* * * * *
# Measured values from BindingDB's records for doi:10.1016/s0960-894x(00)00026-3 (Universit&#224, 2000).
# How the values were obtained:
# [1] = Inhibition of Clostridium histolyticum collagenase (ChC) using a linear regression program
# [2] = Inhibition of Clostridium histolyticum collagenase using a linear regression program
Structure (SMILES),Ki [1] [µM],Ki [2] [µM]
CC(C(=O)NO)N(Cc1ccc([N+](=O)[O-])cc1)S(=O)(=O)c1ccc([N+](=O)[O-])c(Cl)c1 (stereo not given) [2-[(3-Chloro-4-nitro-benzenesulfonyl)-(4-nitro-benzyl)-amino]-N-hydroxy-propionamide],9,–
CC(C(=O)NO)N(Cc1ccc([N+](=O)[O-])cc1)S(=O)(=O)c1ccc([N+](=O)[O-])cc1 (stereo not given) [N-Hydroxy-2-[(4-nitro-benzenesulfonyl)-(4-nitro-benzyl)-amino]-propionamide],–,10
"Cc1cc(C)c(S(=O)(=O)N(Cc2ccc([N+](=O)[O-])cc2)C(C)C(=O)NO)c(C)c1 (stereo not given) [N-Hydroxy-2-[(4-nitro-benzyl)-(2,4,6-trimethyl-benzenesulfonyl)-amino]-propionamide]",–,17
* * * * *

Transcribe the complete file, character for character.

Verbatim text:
# Measured values from BindingDB's records for doi:10.1016/s0960-894x(00)00026-3 (Universit&#224, 2000).
# How the values were obtained:
# [1] = Inhibition of Clostridium histolyticum collagenase (ChC) using a linear regression program
# [2] = Inhibition of Clostridium histolyticum collagenase using a linear regression program
Structure (SMILES),Ki [1] [µM],Ki [2] [µM]
CC(C(=O)NO)N(Cc1ccc([N+](=O)[O-])cc1)S(=O)(=O)c1ccc([N+](=O)[O-])c(Cl)c1 (stereo not given) [2-[(3-Chloro-4-nitro-benzenesulfonyl)-(4-nitro-benzyl)-amino]-N-hydroxy-propionamide],9,–
CC(C(=O)NO)N(Cc1ccc([N+](=O)[O-])cc1)S(=O)(=O)c1ccc([N+](=O)[O-])cc1 (stereo not given) [N-Hydroxy-2-[(4-nitro-benzenesulfonyl)-(4-nitro-benzyl)-amino]-propionamide],–,10
"Cc1cc(C)c(S(=O)(=O)N(Cc2ccc([N+](=O)[O-])cc2)C(C)C(=O)NO)c(C)c1 (stereo not given) [N-Hydroxy-2-[(4-nitro-benzyl)-(2,4,6-trimethyl-benzenesulfonyl)-amino]-propionamide]",–,17